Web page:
Inverse of a Matrix

For a square matrix A, its inverse, denoted as A1, is another matrix such that when multiplied with A, it results in the identity matrix I: A×A1=A1×A=I

  • Conditions:
    • The matrix A must be a square matrix.
    • If the determinant of A (det(A) is non-zero, then A has an inverse.
    • If det(A)=0, the matrix A is singular and does not have an inverse.

Calculation of Inverse:

The inverse of a square matrix A is calculated using the formula: A1=1det(A)adj(A)

Where:

  1. det(A) is the determinant of matrix A.
  2. adj(A) is the adjoint (or adjugate) of matrix A.
  3. For 2×2 Matrix: For a matrix A=[abcd], the inverse A1 is given by: A1=1det(A)[dbca] where det(A)=adbc must not be zero.

    Example:

    Consider a matrix A:

    A=[2354]
    1. Determinant: det(A)=(2×4)(3×5)=815=7
    2. Adjoint: From the previous example, the adjoint of A is:
    adj(A)=[4352]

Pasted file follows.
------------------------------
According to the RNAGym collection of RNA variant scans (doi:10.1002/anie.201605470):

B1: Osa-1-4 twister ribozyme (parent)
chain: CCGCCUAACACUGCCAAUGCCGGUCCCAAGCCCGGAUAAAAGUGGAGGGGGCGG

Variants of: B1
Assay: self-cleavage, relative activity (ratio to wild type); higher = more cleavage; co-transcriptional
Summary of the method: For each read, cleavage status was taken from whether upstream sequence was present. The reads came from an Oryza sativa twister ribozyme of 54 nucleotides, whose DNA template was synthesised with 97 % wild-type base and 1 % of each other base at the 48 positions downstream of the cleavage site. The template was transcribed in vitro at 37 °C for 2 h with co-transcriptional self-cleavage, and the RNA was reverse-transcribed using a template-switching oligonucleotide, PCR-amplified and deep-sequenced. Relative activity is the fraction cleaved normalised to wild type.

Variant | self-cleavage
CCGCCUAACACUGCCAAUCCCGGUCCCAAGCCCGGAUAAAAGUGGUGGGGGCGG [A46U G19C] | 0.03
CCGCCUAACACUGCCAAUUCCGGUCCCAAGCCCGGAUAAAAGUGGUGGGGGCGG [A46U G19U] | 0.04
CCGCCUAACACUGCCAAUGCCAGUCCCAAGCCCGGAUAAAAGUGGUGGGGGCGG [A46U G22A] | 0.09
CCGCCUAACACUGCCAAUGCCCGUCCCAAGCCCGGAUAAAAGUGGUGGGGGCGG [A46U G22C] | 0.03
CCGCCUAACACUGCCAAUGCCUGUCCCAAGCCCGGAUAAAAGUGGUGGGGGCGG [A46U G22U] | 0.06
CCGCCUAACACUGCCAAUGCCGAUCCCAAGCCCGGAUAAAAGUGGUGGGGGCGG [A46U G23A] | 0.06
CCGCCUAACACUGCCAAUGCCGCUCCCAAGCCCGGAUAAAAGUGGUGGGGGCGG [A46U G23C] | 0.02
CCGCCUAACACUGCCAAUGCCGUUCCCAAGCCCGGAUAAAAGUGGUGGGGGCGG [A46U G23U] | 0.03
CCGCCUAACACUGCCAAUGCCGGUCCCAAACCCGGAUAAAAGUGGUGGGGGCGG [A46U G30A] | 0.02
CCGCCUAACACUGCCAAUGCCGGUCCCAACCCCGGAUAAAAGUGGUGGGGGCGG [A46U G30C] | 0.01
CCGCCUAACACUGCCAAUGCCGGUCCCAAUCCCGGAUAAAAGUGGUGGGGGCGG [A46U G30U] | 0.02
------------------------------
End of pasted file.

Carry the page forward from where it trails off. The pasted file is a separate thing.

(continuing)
1. Inverse Calculation:
    A1=1det(A)adj(A)=17[4352]=[47375727]

     

  4. For 3×3 or Larger Matrices: The inverse of larger matrices can be calculated using various methods such as Gauss-Jordan elimination, cofactor expansion, or using software tools.

Properties of the Inverse:

  1. Inverse of Inverse: (A1)1=A

  2. Product with Inverse: A×A1=A1×A=I

  3. Transpose of Inverse: (A1)T=(AT)1

Applications:

  • Solving Systems of Equations: The inverse of a matrix is used to solve systems of linear equations in matrix form (AX=BX=A1B).

  • Transformations: Inverse matrices are crucial in transforming vectors and shapes in geometry and computer graphics.